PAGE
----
Besides its rich history and lush green landscape, Dublin is also renowned for its pubs. If you’re feeling thirsty after a long day of exploration, dip into one of the famous haunts across the city and experience lines of tap in a comfortable, cosy setting.
Famous pubs to enjoy a pint and some craic include O’Donoghues, The Dawson Lounge, and The Palace Bar. A second home for many Dubliners, O’Donoghues pub stands on a historical site in the city and boasts a rich heritage. Head here to sample the best of Dublin’s live music scene with events featuring Irish musicians hosted seven nights a week.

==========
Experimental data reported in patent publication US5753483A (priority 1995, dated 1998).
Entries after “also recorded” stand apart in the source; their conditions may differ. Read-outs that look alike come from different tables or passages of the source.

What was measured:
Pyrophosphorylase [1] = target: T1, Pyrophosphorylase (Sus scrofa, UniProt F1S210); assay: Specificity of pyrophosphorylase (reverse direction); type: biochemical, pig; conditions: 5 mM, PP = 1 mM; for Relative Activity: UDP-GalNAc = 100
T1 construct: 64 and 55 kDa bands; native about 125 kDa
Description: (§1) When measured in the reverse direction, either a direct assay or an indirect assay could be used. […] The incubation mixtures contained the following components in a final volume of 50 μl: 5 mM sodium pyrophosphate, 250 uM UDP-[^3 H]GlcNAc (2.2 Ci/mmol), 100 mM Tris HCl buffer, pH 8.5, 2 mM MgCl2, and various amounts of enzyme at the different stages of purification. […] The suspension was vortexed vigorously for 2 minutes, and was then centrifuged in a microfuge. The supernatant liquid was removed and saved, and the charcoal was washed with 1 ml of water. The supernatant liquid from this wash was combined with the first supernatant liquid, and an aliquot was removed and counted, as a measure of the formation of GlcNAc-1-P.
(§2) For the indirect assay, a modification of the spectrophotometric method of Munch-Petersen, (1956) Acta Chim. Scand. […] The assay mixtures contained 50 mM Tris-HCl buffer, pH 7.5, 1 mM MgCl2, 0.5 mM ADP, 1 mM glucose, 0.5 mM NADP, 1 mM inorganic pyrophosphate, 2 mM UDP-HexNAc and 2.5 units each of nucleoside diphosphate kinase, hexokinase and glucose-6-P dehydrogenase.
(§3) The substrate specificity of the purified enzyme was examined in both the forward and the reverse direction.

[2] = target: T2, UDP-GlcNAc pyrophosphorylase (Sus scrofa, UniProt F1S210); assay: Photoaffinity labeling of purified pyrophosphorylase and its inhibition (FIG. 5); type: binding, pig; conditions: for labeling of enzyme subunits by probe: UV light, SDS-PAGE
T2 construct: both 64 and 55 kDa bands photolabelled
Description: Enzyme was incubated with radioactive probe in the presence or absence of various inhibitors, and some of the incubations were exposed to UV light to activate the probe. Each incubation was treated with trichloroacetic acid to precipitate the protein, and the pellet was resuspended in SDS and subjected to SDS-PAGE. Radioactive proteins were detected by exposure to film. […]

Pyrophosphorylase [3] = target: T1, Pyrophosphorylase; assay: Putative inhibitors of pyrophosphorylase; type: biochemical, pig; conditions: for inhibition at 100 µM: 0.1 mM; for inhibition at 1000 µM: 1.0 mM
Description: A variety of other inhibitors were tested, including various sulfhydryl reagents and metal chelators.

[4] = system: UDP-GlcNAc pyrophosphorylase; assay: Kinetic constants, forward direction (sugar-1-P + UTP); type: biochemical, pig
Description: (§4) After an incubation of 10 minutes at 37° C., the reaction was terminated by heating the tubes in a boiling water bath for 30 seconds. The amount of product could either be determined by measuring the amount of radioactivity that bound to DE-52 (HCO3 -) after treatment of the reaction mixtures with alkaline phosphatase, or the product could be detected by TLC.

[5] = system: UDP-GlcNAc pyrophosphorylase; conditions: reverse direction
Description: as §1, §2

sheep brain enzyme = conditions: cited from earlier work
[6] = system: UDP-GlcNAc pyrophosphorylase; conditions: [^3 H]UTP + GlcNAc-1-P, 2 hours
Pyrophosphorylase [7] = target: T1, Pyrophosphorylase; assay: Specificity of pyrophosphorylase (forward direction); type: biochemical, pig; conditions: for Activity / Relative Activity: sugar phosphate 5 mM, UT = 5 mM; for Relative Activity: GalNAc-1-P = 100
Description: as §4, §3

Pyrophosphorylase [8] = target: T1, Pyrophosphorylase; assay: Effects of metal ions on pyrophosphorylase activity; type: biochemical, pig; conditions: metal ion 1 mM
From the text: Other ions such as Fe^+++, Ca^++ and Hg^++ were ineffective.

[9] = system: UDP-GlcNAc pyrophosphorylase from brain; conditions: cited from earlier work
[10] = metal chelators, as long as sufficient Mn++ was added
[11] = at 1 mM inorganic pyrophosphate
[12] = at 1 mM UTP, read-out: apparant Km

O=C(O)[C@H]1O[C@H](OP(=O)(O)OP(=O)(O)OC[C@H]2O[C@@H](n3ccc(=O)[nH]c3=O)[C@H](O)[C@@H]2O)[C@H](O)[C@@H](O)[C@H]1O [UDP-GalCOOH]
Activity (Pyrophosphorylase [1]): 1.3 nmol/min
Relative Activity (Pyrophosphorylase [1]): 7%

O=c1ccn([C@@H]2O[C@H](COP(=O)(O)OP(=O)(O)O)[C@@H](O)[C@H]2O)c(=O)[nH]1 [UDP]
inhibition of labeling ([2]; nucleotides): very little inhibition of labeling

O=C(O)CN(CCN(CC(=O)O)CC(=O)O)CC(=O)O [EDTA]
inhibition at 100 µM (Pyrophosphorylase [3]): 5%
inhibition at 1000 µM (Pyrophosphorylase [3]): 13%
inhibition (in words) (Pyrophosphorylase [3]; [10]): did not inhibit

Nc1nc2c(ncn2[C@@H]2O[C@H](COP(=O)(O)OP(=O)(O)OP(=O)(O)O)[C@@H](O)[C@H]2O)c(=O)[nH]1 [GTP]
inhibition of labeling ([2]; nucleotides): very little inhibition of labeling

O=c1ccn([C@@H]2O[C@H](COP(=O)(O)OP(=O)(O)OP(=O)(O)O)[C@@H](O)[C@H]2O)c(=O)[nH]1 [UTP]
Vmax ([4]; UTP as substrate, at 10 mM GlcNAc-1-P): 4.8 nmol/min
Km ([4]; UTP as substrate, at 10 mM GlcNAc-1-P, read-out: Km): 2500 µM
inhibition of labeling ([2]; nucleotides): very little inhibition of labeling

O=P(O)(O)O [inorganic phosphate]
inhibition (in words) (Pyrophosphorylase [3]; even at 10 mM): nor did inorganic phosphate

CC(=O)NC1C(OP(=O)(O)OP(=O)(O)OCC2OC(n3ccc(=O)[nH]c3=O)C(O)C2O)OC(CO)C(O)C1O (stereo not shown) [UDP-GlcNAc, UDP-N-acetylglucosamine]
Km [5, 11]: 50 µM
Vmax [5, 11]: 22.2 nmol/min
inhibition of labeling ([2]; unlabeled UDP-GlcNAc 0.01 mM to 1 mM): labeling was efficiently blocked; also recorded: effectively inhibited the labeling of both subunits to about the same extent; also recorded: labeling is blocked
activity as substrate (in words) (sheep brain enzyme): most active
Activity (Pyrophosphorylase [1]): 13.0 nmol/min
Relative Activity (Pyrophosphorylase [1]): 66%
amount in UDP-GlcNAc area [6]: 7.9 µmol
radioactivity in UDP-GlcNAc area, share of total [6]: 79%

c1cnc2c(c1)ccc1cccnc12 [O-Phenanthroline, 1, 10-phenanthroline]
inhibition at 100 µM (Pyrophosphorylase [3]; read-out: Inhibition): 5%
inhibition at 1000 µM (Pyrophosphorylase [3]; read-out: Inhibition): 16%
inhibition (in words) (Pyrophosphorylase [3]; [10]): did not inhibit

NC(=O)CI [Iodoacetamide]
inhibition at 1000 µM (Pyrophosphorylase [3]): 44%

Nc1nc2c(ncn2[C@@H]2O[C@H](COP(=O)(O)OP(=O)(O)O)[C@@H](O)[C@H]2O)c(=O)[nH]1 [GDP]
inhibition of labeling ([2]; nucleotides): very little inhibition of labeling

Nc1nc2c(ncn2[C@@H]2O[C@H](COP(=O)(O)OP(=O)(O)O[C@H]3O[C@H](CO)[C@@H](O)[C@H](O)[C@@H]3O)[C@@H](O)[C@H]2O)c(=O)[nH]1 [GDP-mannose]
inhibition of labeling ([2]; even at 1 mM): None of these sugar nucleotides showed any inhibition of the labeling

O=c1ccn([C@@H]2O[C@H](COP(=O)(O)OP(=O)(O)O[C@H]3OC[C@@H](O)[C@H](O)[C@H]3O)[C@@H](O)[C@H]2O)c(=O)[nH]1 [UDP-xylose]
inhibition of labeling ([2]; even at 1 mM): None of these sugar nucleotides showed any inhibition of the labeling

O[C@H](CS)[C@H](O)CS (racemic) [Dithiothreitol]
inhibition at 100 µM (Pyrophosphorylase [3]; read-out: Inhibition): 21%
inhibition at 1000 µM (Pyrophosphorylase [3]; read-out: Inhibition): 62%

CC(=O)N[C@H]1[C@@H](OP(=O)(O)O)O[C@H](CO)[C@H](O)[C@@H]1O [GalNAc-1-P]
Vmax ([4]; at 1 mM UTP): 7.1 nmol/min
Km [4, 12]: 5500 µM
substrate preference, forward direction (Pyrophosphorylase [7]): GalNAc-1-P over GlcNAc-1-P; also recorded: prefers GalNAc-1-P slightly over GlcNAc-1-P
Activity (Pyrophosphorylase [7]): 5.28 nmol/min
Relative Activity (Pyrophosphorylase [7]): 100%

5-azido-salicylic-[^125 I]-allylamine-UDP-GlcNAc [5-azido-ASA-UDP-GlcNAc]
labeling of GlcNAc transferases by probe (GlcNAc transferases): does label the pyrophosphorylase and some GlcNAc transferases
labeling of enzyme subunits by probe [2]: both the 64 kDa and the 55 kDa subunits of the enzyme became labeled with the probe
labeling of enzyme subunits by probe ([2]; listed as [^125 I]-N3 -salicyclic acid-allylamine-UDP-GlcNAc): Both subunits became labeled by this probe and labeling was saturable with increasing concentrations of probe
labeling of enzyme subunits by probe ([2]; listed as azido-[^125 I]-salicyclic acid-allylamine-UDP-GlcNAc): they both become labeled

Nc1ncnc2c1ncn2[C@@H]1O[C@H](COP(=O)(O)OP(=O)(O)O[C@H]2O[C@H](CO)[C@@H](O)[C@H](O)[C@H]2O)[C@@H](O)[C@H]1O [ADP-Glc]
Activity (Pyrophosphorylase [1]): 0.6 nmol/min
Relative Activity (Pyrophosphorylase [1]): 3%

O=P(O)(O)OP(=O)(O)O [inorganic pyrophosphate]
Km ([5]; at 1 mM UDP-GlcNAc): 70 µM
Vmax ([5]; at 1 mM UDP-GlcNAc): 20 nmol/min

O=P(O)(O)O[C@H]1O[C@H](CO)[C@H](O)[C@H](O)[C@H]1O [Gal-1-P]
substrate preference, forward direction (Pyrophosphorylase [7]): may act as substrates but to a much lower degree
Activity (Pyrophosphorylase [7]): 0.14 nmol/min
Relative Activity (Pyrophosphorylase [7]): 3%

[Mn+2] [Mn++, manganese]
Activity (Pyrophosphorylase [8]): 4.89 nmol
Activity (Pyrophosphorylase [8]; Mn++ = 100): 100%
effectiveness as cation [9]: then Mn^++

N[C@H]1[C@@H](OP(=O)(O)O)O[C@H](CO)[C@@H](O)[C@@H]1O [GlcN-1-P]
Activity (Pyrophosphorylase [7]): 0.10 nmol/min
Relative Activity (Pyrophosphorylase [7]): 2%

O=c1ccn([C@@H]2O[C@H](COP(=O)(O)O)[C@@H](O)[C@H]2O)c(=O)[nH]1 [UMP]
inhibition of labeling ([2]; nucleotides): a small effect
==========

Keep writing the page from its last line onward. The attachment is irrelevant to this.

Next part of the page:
If clubs are more your thing, throw on your dancing shoes and boogie the night away in Opium Club on Wexford Street. A versatile venue spanning three floors, dance to nu‐disco and ambient techno likes until the early hours.
And if you’re lucky enough to be in town for St. Patrick’s Day (otherwise known as Paddy’s Day) on the 17th of March each year, you’re in for a real treat. During this time, Dublin comes alive for the biggest party of the year to give locals and visitors a truly memorable experience.
The ‘Black Stuff’ and Irish cuisine
Dutifully supplying both the Paddy’s Day festivities and the masses of wood-panelled pubs is the iconic ‘Black Stuff’ – Ireland’s national drink, Guinness. Here in Dublin, you can sip the best pint of Guinness and visit the Guinness Storehouse to learn about this beverage’s history and how it’s brewed. Discover seven floors packed full of exciting interactive activities before stopping to enjoy a well‐earned pint in the rooftop Gravity Bar.